Children May Not Have A Coronavirus Vaccine Until Late 2021

Children May Not Have A Coronavirus Vaccine Until Late 2021

children vaccine
Children Will Not Likely See A Coronavirus Vaccine Until Late 2021. Photo by Hira Sundus on Unsplash

Drug companies and governments are racing to develop a coronavirus vaccine for adults, but are behind in finding one that is safe and effective for children, health experts told ABC News.

None of the major covid-19 vaccine trials in the U.S. are enrolling kids except Pfizer, which recently announced it would expand its trials to include 16- and 17-year-olds, according to Dr. Steven Joffe, a professor of medical ethics and health policy at the University of Pennsylvania.

If everything goes perfectly, the U.S. might have a vaccine ready for children by June 2021, according to Dr. Anna Durbin, a professor at the John Hopkins Bloomberg School of Public Health. But it might be harder to conduct vaccine studies for children than adults because lower symptomatic covid-19 in children means trials might have to be even bigger than those for adults to demonstrate the vaccine works.

The youngest people in the U.S. may not be vaccinated until late next year, health experts told ABC.

In the largest study ever of covid-19 transmission patterns, researchers in India found that children are spreading the virus amongst themselves and to adults.

They tested more than 500,000 contacts of 85,000 people who had the virus to learn how it was spreading, and to whom, NPR reported.

It’s known that children get infected but tend not to get as sick or die at anywhere near the rates of older people. What’s been unclear is how much kids contribute to spreading covid-19 to the rest of the community.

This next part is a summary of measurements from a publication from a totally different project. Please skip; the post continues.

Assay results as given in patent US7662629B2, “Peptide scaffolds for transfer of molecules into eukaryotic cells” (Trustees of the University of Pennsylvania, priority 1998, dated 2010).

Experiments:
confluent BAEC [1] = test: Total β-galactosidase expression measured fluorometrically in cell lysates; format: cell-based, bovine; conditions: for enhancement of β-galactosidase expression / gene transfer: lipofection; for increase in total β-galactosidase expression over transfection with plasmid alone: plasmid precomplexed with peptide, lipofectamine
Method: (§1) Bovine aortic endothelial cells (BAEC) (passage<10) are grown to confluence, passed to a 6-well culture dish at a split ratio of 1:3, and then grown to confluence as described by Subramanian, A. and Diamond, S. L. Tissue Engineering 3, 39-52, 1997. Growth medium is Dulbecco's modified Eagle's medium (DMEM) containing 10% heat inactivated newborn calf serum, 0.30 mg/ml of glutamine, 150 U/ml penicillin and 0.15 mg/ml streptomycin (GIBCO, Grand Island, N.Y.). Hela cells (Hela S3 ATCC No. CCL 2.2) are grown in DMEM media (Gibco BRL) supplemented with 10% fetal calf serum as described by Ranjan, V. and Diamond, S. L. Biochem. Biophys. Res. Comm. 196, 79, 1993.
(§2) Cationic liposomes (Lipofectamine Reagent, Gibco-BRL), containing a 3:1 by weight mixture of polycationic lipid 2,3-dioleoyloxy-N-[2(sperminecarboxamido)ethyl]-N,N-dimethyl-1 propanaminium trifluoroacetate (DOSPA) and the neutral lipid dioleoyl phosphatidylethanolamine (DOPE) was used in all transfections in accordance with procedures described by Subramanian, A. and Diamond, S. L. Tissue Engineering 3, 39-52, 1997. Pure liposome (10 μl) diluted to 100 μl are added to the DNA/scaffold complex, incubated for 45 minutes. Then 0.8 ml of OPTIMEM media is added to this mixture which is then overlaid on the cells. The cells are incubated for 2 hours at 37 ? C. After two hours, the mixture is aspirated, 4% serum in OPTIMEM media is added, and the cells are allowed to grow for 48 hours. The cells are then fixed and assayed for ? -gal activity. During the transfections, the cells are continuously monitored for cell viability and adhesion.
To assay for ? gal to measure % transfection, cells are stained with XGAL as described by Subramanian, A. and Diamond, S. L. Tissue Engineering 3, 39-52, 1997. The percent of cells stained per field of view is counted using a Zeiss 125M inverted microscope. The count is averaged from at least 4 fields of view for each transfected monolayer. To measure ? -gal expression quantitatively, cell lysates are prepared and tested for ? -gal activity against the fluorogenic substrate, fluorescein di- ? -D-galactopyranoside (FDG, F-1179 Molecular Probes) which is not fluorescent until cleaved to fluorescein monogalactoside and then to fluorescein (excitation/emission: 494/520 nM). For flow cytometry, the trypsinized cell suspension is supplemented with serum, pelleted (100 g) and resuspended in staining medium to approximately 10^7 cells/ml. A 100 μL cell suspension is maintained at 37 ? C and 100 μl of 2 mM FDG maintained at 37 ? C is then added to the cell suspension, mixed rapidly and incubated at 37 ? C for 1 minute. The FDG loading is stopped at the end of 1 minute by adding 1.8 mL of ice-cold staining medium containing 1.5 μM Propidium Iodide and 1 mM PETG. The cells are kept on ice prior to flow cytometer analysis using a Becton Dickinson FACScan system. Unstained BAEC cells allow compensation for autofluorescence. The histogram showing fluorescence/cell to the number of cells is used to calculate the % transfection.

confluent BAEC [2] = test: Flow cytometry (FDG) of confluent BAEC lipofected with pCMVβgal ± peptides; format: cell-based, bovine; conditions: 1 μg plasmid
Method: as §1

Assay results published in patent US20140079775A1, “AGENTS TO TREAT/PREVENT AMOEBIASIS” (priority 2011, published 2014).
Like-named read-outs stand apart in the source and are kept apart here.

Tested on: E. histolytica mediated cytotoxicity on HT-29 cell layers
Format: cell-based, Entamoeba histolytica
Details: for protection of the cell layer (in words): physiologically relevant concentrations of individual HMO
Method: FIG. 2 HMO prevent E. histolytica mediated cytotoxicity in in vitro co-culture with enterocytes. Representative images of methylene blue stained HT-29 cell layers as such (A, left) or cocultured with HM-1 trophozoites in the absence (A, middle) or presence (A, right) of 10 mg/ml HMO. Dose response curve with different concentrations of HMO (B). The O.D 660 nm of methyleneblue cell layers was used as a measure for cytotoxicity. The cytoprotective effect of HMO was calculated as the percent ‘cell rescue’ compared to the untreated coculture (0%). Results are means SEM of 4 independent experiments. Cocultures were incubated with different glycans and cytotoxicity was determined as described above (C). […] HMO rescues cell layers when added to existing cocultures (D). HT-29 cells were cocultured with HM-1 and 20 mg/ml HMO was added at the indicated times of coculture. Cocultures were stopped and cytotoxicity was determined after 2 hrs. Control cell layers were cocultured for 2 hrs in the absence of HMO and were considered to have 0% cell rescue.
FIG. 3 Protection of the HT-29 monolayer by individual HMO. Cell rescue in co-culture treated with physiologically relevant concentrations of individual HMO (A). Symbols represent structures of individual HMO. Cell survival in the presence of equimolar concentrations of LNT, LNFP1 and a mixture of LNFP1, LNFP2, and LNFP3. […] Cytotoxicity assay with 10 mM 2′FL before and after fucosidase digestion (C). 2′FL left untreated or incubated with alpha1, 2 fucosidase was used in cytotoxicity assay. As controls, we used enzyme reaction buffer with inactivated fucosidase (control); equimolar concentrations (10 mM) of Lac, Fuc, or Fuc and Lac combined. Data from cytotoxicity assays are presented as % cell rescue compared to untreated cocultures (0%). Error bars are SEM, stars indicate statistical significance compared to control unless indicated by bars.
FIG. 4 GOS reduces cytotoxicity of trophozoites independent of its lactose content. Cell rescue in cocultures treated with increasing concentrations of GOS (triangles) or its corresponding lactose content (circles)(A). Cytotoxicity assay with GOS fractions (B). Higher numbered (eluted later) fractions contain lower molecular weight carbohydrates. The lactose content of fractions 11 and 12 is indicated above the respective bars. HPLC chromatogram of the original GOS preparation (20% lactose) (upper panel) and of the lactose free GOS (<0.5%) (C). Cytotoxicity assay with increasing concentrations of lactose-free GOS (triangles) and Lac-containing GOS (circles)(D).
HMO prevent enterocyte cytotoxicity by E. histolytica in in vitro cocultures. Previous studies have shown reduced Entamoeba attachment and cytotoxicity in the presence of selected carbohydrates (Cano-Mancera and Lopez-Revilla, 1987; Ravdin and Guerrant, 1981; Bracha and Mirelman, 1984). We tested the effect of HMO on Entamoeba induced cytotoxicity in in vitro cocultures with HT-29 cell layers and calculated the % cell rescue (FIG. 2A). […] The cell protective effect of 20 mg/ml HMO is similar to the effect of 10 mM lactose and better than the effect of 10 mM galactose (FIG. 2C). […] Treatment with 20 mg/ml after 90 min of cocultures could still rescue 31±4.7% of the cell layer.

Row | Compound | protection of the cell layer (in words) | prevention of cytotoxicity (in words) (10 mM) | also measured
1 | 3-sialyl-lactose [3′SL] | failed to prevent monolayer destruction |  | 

Indian researchers found that children “were likely to get infected, particularly by young adults of the ages of 20 to 40. They were likely to transmit the disease amongst themselves … and then they also go out and infect people of all age groups, including the elderly.”

Infected children were more likely than adults to not show symptoms, and therefore not be recognized as potential carriers.

“(Many) kids are silent spreaders in the sense that they don’t manifest the disease with symptoms,” said Ramanan Laxminarayan, the director of the Center for Disease Dynamics, Economics and Policy in New Delhi and one of the lead authors of the study, published this week in the journal Science. “They happen to get infected as much as anyone else, and then they happen to spread it to other people.”

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Experts said a vaccine should be tested on adults first to ensure it’s safe and effective before being tested on children.

“Kids are not little adults. They have very different immune systems, and you might need to have a completely different kind of vaccine for kids,” said Dr. Anita McElroy, a pediatric infectious disease physician at the University of Pittsburgh Medical Center. “To think we could just take one that works in adults and put it in kids and assume it’s going to work fine is actually a foolish thing to do.”

The American Academy of Pediatrics called for children to be included in potential covid-19 vaccine trials in a letter to federal health officials.

They must be included “to best understand any potential immune responses and/or unique safety concerns,” AAP President Dr. Sally Goza wrote.